By Ric Flauding
Contributing Writer
August 09, 2022

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Are you interested is learning how?

Are you interested in songwriting? Wondering where to begin?

Have no fear! Like any subject songwriting has techniques that can be learned and mastered.

Songwriting mainly involves these musical elements:

1) Rhythm
2) Melody (pitch applied to rhythm)
3) Harmony (vertical combinations of pitches)
4) Form (the sections of a song: Verse / Chorus / Bridge / other)
5) Lyrics – the words (unless it is instrumental)

You do not have to be a master of both music and lyrics to be a songwriter. Though many songwriters do both, many others do one or the other and collaborate with someone else. Some songs list several writers.

In my case, I have written instrumental songs that lyrics were added later by someone else and I have also created music to pre-existing lyrics. Elton John is a case of a composer who does not write lyrics, but writes music to someone else’s pre-existing lyrics.

Today, I would like to talk about Rhythm.

Rhythm is the basic element of music and in many ways the most important element of music.
A simple example of how important rhythm is this:

If you do not read music, let me explain this with words: The example on the left is a major scale going downward. It’s the “do-re-mi” scale as some say. The example on the right is the exact same pitches (tones if you will) but with a different rhythm – that is the only difference! The result is the opening melody of the Christmas carol “Joy to the World”. There is a video featuring the voice of Morgan Freeman called “The Christmas Scale” that uses this same example. Here is the link to that:

In general it is rhythm that brings the most character to the music.

Rhythm can get complicated, but in most popular music, rhythm is in what we call 4/4, 3/4 or 6/8 meter (a simple explanation of meter is: beats in each measure). Rhythms may vary within the meter.

The above example is merely to point out something which is: Do not underestimate the power of rhythm to bring character to your music, especially in your melodies.

Musicians often get into complicated chords and other things, such as “production-recording” and fail to remember that the melody (pitch applied to rhythm), in songwriting is usually the most important element and that the rhythm is what gives the melody its greatest character. Of course, some of this also depends on the style you are working in. Some popular music has little to no actual melody!

You may have heard the term “the hook”? A hook is usually a melodic element be it in the actual melody or an instrumental part that is usually a short part (motif) with character – gets in your head! Sometimes the “hook” accompanies the lyrical title of the song.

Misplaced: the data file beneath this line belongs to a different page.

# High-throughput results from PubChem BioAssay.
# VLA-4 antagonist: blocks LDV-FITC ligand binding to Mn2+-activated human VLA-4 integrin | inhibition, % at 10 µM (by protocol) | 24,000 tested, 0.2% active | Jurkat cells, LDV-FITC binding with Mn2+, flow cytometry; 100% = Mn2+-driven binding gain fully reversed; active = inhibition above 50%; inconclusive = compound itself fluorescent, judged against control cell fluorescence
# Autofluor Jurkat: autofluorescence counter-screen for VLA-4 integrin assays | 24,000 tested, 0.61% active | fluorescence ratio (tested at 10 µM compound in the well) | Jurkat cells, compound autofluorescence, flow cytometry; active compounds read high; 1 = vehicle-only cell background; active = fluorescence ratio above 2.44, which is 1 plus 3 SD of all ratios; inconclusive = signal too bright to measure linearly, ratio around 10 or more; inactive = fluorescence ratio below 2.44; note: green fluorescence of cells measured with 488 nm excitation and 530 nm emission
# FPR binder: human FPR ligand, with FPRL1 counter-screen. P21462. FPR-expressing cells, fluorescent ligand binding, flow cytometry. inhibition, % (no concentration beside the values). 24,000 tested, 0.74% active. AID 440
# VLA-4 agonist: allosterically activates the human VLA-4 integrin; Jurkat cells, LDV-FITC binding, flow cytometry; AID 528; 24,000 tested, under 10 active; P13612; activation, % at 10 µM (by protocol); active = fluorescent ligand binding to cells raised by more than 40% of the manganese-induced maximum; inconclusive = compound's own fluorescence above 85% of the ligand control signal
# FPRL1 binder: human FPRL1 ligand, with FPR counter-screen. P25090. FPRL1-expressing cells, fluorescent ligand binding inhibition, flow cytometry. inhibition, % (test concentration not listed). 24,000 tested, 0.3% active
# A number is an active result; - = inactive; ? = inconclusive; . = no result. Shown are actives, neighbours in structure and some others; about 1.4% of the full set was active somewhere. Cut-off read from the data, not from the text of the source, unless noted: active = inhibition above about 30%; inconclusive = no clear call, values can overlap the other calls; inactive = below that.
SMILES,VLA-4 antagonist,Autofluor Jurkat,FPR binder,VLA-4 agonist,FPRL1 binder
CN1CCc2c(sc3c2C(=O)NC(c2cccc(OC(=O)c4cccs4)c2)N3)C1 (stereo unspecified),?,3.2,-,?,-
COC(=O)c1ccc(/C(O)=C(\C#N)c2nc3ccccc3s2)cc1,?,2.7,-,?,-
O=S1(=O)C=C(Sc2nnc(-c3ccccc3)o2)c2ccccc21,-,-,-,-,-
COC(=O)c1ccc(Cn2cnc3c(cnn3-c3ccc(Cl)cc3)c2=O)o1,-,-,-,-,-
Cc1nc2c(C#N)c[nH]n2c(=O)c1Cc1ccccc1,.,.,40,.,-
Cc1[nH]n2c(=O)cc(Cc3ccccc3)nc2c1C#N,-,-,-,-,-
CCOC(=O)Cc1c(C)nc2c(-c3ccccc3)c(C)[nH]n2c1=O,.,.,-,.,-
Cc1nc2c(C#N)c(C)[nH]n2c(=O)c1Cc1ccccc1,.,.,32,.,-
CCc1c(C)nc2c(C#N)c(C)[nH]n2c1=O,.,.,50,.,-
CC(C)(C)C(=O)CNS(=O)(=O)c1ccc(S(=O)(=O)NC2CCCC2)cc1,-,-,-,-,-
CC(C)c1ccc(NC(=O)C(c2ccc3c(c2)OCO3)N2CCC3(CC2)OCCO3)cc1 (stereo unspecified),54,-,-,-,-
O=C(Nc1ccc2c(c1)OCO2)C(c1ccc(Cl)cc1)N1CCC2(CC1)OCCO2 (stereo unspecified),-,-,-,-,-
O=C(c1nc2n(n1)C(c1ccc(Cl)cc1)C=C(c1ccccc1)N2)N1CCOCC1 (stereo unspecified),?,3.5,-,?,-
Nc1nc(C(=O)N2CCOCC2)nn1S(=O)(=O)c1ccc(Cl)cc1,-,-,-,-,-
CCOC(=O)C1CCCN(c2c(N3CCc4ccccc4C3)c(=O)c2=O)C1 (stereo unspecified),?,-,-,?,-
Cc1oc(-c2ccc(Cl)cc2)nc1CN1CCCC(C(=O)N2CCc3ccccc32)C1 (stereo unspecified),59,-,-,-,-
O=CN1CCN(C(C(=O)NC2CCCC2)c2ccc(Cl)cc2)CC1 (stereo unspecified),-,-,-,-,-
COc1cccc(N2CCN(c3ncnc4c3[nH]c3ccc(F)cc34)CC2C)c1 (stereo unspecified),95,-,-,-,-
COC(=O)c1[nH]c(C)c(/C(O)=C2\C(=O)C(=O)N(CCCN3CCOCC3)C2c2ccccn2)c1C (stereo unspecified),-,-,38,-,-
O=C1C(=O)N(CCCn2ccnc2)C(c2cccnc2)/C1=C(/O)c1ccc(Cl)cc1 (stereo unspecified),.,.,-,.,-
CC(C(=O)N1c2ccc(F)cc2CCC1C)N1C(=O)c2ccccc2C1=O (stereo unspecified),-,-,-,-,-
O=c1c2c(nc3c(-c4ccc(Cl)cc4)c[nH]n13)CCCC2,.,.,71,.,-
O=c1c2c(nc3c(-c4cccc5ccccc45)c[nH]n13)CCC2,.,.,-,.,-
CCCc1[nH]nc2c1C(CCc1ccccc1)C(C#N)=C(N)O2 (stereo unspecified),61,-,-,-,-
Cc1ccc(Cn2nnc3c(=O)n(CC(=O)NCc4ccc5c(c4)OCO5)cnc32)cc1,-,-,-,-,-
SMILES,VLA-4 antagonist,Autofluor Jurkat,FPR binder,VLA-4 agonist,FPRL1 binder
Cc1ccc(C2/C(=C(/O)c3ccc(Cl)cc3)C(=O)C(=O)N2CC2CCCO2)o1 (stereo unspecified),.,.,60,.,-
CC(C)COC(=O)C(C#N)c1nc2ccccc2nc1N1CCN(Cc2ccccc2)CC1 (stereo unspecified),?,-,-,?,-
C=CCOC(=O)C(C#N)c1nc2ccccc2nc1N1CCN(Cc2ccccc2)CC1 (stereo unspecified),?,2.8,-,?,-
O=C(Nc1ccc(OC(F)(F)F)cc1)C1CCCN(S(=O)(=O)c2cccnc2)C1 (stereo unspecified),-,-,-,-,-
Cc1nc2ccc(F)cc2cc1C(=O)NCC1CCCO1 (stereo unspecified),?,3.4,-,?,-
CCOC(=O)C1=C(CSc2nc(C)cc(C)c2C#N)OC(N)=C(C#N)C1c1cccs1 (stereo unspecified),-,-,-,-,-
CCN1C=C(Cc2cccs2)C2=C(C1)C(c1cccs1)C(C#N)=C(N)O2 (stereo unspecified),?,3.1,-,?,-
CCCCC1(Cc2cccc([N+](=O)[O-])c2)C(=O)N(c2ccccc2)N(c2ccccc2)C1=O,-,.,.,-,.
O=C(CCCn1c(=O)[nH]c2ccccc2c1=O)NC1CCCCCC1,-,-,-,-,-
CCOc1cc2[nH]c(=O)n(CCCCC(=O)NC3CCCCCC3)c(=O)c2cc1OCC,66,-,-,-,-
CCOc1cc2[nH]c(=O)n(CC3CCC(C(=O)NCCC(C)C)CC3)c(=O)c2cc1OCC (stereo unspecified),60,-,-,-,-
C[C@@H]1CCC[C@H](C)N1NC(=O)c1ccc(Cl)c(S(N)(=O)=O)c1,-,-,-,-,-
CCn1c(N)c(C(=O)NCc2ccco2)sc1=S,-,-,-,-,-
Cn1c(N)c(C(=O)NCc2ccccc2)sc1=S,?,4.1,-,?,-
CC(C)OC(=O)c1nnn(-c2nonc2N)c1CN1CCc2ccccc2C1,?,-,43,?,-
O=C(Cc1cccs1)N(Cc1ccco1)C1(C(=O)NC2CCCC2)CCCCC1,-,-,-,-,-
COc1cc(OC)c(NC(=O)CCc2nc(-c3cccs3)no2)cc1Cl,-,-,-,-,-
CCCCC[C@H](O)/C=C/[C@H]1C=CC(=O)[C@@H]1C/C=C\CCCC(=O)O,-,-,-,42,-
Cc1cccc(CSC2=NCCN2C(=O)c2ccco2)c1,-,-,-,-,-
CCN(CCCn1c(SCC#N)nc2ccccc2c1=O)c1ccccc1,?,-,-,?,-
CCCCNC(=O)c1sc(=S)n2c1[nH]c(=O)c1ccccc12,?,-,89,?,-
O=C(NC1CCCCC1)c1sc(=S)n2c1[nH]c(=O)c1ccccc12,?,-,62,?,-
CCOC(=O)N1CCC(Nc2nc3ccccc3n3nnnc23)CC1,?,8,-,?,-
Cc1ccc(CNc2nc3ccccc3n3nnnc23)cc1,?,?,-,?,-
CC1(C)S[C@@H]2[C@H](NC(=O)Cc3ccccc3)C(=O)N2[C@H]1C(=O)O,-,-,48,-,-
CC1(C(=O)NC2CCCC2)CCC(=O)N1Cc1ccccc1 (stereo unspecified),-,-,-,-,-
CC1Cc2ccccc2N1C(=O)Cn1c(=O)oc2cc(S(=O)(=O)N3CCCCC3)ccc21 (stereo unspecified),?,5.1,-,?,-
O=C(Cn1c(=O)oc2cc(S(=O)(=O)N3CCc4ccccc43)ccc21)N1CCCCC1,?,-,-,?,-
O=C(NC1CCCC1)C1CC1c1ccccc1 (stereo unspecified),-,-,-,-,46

So, what you may want to try is to make up a simple melody. If you can write it down in notation, do so and then try different rhythms. You can move a quarter-note a bit left or right – anticipate, suspend. If you do not notate your music, make up something and improvise some variations much like a jazz scat singer might do, though it does not have to sound jazzy.

Here is something I do for some of my own songs. I start with a drum or percussion rhythm. You can get drum or percussion loops (recordings of a measure or so) fee online. Some scoring programs such as Finale also come with drum and percussion patterns you can loop over a period of time.

I’ll find a rhythm that attracts me (in my case, I like Latin rhythms) that I play and make up melodies to. Sometimes I sing to them, sometimes I use an instrument. You’ll be pleasantly surprised how the “rhythm” will shape your melodic elements.

Try taking a 4-8 measure drum pattern and create a melody to it. Start there. Once you have a melody you like. You can try some variations by changing the rhythm – add some syncopations!

In Conclusion

I have taught composition, including songwriting for many years. This is not the time to get too heavy into the philosophical, BUT, please know that your creativity will improve with your “knowledge”. Theoretical topics can be taught. Practicing them over and over, like you would an instrument or voice is how you get them to become second-nature. Generally, the more you know how music works (which is what music theory, simply put, is) the more creative you will be.

To contact Ric for more information, email him at

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